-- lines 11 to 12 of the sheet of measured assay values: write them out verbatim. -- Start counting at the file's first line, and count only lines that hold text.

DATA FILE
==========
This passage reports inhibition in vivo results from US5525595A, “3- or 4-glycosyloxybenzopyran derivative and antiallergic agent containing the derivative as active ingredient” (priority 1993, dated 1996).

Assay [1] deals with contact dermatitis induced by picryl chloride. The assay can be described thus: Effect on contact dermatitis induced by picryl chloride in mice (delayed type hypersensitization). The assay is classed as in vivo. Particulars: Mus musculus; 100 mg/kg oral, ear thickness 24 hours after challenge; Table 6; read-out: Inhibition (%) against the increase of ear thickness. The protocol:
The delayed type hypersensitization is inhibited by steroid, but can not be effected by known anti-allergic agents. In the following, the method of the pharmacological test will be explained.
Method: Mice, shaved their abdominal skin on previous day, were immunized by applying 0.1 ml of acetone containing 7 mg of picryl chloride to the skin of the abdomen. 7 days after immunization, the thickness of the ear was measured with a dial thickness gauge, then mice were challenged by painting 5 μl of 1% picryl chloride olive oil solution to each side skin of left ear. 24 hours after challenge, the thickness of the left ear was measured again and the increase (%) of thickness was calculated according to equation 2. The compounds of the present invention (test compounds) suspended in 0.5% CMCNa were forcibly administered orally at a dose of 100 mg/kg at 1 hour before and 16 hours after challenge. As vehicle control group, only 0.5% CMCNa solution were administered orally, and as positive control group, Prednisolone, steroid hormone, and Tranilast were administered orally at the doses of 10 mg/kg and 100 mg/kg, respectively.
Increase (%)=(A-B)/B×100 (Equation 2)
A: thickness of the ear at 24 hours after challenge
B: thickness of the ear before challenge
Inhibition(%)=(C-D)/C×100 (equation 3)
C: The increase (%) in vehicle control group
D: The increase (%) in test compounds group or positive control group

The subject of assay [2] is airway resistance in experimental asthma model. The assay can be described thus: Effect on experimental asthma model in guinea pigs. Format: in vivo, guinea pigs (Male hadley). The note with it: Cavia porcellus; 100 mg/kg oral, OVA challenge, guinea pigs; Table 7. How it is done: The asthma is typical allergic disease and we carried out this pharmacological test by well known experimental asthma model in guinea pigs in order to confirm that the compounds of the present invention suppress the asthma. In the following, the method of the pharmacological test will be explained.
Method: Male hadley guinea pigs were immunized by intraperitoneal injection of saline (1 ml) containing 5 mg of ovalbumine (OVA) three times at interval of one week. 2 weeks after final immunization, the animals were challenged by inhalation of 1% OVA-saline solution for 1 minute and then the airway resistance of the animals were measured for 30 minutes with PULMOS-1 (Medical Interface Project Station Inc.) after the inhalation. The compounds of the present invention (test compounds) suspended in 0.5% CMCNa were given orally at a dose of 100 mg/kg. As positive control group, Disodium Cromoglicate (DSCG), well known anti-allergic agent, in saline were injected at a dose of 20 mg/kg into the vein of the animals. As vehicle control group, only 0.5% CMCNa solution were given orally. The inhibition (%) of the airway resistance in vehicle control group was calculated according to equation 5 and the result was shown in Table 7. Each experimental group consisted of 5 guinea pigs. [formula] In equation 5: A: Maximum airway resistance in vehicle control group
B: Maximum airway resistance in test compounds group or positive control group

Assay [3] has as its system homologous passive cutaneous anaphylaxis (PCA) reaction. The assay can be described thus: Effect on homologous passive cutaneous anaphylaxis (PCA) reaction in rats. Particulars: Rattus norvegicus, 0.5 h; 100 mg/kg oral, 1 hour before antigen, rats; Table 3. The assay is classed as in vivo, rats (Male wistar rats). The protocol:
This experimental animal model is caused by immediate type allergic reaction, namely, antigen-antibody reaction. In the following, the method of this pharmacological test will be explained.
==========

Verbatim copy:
The subject of assay [2] is airway resistance in experimental asthma model. The assay can be described thus: Effect on experimental asthma model in guinea pigs. Format: in vivo, guinea pigs (Male hadley). The note with it: Cavia porcellus; 100 mg/kg oral, OVA challenge, guinea pigs; Table 7. How it is done: The asthma is typical allergic disease and we carried out this pharmacological test by well known experimental asthma model in guinea pigs in order to confirm that the compounds of the present invention suppress the asthma. In the following, the method of the pharmacological test will be explained.
Method: Male hadley guinea pigs were immunized by intraperitoneal injection of saline (1 ml) containing 5 mg of ovalbumine (OVA) three times at interval of one week. 2 weeks after final immunization, the animals were challenged by inhalation of 1% OVA-saline solution for 1 minute and then the airway resistance of the animals were measured for 30 minutes with PULMOS-1 (Medical Interface Project Station Inc.) after the inhalation. The compounds of the present invention (test compounds) suspended in 0.5% CMCNa were given orally at a dose of 100 mg/kg. As positive control group, Disodium Cromoglicate (DSCG), well known anti-allergic agent, in saline were injected at a dose of 20 mg/kg into the vein of the animals. As vehicle control group, only 0.5% CMCNa solution were given orally. The inhibition (%) of the airway resistance in vehicle control group was calculated according to equation 5 and the result was shown in Table 7. Each experimental group consisted of 5 guinea pigs. [formula] In equation 5: A: Maximum airway resistance in vehicle control group